After witnessing Supermoons in July and August, the whole world is gearing up to see this unusual phenomenon once again, as the moon is set to shine 30 percent brighter, and be 14 percent bigger, on Tuesday.
The Supermoon had occurred on Saturday 12 July, and Sunday 10 August, earlier this year. Now, it is all set to tak place again, on Tuesday 9 September, making it the third month in a row.
The supermoon phenomenon occurs when the moon is closest to the earth, on its elliptical orbit. The position where it is closest to earth is called "perigee", while the position where it is furthest away from the earth is known as "apogee". This supermoon phenomenon will start on Tuesday 9 August, at 01.38 am GMT (7.08 am IST).
When the moon is at the perigee position of its orbit, it shines 30 percent brighter and looks 14 percent bigger than the average full moon. The perigee is around 50,000 kilometres closer than the apogee, to earth, making the moon appear bigger and brighter.
"Generally speaking, full Moons occur near perigee every 13 months and 18 days, so it's not all that unusual," said Geoff Chester, who works at the US Naval Observatory, in a press release by National Aeronautics and Space Administration (NASA). "In fact, just last year there were three perigee Moons in a row, but only one was widely reported."
However, Chester believes that this phenomenon has been blown out of proportion by the media, in the past year or so. He says that last year too, the world witnessed three supermoons, and explained that it is nothing special, and that the earth experiences supermoons every year, when the moon passes the "perigee", and is aligned properly with the sun, to create the illusion of a supermoon.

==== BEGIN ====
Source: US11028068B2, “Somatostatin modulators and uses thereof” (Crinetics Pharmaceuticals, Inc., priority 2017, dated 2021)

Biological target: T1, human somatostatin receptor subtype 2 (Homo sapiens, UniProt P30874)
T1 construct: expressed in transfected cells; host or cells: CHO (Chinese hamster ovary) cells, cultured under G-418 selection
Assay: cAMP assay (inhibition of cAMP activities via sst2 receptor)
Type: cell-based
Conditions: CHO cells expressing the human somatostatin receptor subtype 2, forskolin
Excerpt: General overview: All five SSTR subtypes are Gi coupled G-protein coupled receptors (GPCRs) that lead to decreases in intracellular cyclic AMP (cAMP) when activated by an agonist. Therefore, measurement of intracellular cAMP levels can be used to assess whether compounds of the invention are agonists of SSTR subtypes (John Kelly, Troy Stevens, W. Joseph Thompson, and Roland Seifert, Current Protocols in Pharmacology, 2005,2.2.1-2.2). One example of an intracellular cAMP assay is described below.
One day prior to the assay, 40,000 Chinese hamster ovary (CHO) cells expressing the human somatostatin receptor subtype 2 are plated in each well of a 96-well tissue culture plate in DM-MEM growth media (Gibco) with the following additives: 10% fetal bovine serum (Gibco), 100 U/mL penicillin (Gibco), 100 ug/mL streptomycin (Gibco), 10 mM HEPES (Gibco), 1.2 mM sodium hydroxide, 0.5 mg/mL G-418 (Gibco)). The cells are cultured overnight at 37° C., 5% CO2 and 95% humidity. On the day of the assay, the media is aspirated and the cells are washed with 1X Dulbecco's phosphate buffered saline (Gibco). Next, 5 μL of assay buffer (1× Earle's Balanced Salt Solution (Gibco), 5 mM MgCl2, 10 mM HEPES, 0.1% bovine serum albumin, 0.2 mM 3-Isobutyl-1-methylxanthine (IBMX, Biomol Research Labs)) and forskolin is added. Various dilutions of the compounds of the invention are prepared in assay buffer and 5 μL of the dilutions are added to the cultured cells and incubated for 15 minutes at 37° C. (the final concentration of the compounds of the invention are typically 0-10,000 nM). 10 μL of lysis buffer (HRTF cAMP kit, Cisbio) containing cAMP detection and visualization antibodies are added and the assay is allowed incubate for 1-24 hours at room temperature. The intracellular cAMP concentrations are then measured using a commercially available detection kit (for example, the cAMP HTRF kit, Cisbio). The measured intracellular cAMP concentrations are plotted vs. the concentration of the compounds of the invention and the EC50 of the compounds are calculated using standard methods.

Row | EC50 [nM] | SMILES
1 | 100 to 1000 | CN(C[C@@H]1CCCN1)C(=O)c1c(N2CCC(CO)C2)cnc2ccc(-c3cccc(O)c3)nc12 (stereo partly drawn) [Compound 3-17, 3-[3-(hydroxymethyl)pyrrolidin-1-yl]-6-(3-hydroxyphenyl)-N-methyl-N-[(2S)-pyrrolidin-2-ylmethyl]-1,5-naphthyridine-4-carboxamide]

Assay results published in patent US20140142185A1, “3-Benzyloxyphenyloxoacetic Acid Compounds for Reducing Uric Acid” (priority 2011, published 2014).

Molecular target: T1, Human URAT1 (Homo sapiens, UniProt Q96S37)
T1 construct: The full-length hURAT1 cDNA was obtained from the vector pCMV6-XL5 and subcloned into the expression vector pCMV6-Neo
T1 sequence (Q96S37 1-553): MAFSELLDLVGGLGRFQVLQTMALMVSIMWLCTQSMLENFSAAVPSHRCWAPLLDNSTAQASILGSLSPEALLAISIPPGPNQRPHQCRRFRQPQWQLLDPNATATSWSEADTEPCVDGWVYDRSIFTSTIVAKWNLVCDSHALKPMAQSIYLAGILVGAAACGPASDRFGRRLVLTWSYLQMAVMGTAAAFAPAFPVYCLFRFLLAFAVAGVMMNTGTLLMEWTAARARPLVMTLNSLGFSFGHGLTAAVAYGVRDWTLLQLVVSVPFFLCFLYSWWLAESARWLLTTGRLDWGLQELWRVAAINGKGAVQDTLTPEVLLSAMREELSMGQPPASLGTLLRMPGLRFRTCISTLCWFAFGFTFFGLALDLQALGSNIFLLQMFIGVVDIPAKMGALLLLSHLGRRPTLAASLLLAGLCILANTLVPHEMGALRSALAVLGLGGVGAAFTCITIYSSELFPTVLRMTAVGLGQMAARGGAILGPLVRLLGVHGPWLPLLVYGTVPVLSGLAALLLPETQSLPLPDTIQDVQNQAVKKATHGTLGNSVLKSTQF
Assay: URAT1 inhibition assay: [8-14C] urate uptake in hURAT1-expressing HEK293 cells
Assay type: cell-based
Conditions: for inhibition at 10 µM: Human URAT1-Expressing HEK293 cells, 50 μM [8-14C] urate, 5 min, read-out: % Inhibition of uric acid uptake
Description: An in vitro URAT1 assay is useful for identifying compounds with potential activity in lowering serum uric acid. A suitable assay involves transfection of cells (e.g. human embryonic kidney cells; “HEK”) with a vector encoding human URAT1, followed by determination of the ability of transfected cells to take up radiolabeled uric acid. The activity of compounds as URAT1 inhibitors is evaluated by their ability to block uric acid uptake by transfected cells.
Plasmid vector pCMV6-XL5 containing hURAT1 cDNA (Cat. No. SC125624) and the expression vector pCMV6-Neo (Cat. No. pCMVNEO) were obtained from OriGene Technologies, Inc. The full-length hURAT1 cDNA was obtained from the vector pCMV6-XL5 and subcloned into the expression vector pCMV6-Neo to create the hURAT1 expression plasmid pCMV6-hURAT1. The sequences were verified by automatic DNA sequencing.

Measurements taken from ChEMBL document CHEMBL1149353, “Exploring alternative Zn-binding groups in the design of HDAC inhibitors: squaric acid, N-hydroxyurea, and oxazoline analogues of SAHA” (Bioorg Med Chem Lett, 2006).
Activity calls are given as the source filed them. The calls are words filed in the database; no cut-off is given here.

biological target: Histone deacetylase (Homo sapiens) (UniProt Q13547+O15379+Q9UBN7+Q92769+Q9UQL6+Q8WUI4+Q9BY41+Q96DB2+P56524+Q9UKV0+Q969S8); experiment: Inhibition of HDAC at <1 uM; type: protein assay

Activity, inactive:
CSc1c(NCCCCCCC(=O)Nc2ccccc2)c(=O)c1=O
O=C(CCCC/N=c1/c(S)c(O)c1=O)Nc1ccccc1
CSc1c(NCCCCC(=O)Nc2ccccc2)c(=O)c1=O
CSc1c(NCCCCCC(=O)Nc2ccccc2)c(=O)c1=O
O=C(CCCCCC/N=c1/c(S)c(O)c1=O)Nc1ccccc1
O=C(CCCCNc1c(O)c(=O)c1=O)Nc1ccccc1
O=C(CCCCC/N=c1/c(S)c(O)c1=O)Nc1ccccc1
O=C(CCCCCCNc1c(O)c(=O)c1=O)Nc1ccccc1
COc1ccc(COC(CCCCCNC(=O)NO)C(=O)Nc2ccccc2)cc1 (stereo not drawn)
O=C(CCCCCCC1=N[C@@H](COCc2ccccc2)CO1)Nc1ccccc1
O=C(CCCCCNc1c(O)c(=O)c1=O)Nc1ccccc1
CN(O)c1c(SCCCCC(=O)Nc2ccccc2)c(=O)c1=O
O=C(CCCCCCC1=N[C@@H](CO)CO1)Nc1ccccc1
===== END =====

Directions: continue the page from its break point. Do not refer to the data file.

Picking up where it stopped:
He says that a 30 percent increase in the brightness of the moon would normally not be noticeable to the normal eye, especially in the urban areas. He says that the presence of clouds and excessive atmospheric pollution could dim down the brightness of the moon, making it look quite normal. He also said that a 14 percent increase in its size cannot be noticed by the naked eye. There are no markers present in the sky, by which we can judge the difference in the size of the moon.
Video Courtesy: NASA
"The 'Moon Illusion' is probably what will make people remember this coming set of Full Moons, more than the actual view of the Moon itself," said Chester. "I guarantee that some folks will think it's the biggest Moon they've ever seen if they catch it rising over a distant horizon, because the media will have told them to pay attention to this particular one."
It is not quite clear (even to the astronomers) why the moon appears bigger when it is near the horizon, but this, says Chester, has no connection to the supermoon. However, he did go on to say that due to the media's extensive coverage of the supermoon phenomenon, the interest in astrology has increased recently, which he says, can only be good for the field.
The super moon phenomenon would be streamed live by Slooh.com. Their broadcast starts at 9.30 pm EDT (Monday 8 September), or at 7 am IST (Tuesday 9 September). Views from multiple locations would be offered, with advanced cameras. To stream the "super moon" live, click here.